Crufts accused of cruelty after German Shepherd with sloped back wins best in breed

Many viewers criticised Crufts for allowing the German Shepherd dog to enter and win the competition

Footage of Cruaghaire Catoria which shows the dog with a slanting back seeming to impede the movements of her rear legs
Footage of Cruaghaire Catoria which shows the dog with a slanting back seeming to impede the movements of her rear legs

Crufts has been accused of perpetuating cruelty to animals after a German Shepherd with a sloped back was named best in breed by judges.

Hundreds complained to the Kennel Club over footage of Cruaghaire Catoria which shows the dog with a slanting back seeming to impede the movements of her rear legs.

Many viewers criticised Crufts for allowing the three-year-old dog, bred by Susan Cuthbert, to enter and win the competition.

A statement from the RSPCA said it was "shocked and appalled" to see a dog with "such poor conformation that it could not move freely winning Best of Breed".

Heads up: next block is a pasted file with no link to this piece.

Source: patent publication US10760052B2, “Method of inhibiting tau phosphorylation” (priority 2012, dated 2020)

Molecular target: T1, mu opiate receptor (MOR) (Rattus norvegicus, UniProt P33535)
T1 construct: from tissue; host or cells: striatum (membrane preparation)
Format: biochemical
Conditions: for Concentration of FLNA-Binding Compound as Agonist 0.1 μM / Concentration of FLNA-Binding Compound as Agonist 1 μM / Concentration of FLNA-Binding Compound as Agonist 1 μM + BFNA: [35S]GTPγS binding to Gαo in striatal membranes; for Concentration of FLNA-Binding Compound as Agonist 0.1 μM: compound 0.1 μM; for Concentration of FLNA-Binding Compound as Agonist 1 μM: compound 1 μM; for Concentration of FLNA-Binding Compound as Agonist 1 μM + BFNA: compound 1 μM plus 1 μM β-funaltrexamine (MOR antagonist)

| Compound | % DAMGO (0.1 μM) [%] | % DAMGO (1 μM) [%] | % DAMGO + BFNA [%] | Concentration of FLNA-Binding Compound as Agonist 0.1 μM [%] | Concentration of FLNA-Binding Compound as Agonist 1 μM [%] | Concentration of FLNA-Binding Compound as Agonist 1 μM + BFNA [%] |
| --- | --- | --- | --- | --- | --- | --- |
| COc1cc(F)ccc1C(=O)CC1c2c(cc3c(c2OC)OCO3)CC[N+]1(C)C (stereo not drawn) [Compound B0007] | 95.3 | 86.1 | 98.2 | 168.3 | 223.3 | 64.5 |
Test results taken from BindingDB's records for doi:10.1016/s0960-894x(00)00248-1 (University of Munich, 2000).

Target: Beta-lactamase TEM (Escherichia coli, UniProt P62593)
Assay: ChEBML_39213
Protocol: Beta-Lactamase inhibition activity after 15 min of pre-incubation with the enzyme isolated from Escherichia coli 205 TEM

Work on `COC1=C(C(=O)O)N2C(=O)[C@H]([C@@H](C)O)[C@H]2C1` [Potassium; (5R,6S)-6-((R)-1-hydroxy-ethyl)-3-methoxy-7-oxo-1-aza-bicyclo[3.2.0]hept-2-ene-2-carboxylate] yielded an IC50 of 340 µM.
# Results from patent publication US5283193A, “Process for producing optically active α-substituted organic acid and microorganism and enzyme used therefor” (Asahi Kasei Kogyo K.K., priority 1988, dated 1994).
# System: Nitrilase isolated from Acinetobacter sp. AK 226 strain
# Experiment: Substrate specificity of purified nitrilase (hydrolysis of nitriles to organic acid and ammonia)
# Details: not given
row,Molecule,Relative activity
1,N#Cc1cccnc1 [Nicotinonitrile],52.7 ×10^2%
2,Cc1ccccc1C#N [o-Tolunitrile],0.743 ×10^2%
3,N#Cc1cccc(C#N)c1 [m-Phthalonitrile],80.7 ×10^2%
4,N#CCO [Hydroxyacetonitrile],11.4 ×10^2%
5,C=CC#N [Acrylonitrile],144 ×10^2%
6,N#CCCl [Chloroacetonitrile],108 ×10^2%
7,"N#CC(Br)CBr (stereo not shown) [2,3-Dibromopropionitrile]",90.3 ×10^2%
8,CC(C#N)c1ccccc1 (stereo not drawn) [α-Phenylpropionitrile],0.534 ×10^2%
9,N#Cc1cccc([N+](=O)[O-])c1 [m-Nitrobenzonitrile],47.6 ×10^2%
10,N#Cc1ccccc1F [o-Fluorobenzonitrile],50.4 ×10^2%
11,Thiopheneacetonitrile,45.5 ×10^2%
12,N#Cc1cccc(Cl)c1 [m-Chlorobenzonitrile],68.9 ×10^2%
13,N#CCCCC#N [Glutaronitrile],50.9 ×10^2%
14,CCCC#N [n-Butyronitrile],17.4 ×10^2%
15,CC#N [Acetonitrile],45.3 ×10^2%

"We would question how the dog had been allowed to have qualified for Crufts. In doing so, this dog, like all Crufts competitors, would have been awarded on at least one other occasion, suggesting this is unlikely to be an isolated incident.

"Fault cannot lie solely with the judge at Crufts but is also the responsibility of those who have previously awarded this dog and enabled it to progress so far in the process to be appearing in the Crufts showring."

The RSPCA added: "Many other dogs at Crufts showed visible signs of poor health and/or discomfort as a result of their exaggerated conformation. For example, the winner of the Toy group, a Pekingese, was panting heavily and struggling to breathe. This illustrates why there is an urgent need to review the breeding and judging process."

A statement from the Kennel Club said: “Concern for the health of German Shepherd Dogs is reflected in the fact that the breed is classed as ‘category three’ under the Kennel Club’s Breed Watch scheme. Many of the category three breeds have seen vast health improvements but we know that some breeds still have further to go.

“We will be looking at what support we are giving to particular breeds to ensure continued improvement, and we will also be reviewing judges who appear to disregard the health instructions they are given since they play a significant part in this process.

“The Kennel Club Charitable Trust has recently funded a study by the University of Surrey looking into the conformation and movement of German Shepherds, as part of our commitment to improving the health of this breed.”

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